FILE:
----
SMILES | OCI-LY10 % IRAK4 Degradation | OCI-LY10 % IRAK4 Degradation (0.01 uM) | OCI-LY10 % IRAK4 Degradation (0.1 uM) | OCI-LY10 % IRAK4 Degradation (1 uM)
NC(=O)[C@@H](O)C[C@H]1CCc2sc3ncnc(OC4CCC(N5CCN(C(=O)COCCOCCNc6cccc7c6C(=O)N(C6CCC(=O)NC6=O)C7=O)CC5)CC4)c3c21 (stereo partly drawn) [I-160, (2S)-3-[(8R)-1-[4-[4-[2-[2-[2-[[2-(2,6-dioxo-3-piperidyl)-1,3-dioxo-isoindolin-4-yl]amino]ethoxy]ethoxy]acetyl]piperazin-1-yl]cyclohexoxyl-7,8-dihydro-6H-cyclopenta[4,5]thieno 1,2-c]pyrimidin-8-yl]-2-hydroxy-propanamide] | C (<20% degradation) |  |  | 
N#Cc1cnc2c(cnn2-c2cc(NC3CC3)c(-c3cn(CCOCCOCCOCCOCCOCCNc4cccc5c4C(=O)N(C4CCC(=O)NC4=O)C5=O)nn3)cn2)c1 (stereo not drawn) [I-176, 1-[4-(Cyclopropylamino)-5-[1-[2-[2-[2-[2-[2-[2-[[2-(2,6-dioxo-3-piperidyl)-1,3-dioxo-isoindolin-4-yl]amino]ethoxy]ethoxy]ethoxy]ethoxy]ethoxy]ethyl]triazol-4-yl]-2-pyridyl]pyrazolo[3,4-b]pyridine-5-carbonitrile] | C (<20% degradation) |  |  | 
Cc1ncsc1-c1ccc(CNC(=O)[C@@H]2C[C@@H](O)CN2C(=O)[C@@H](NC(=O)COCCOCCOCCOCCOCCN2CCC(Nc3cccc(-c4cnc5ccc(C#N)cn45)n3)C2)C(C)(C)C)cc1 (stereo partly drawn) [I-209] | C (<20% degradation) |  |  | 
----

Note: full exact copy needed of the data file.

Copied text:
SMILES | OCI-LY10 % IRAK4 Degradation | OCI-LY10 % IRAK4 Degradation (0.01 uM) | OCI-LY10 % IRAK4 Degradation (0.1 uM) | OCI-LY10 % IRAK4 Degradation (1 uM)
NC(=O)[C@@H](O)C[C@H]1CCc2sc3ncnc(OC4CCC(N5CCN(C(=O)COCCOCCNc6cccc7c6C(=O)N(C6CCC(=O)NC6=O)C7=O)CC5)CC4)c3c21 (stereo partly drawn) [I-160, (2S)-3-[(8R)-1-[4-[4-[2-[2-[2-[[2-(2,6-dioxo-3-piperidyl)-1,3-dioxo-isoindolin-4-yl]amino]ethoxy]ethoxy]acetyl]piperazin-1-yl]cyclohexoxyl-7,8-dihydro-6H-cyclopenta[4,5]thieno 1,2-c]pyrimidin-8-yl]-2-hydroxy-propanamide] | C (<20% degradation) |  |  | 
N#Cc1cnc2c(cnn2-c2cc(NC3CC3)c(-c3cn(CCOCCOCCOCCOCCOCCNc4cccc5c4C(=O)N(C4CCC(=O)NC4=O)C5=O)nn3)cn2)c1 (stereo not drawn) [I-176, 1-[4-(Cyclopropylamino)-5-[1-[2-[2-[2-[2-[2-[2-[[2-(2,6-dioxo-3-piperidyl)-1,3-dioxo-isoindolin-4-yl]amino]ethoxy]ethoxy]ethoxy]ethoxy]ethoxy]ethyl]triazol-4-yl]-2-pyridyl]pyrazolo[3,4-b]pyridine-5-carbonitrile] | C (<20% degradation) |  |  | 
Cc1ncsc1-c1ccc(CNC(=O)[C@@H]2C[C@@H](O)CN2C(=O)[C@@H](NC(=O)COCCOCCOCCOCCOCCN2CCC(Nc3cccc(-c4cnc5ccc(C#N)cn45)n3)C2)C(C)(C)C)cc1 (stereo partly drawn) [I-209] | C (<20% degradation) |  |  | 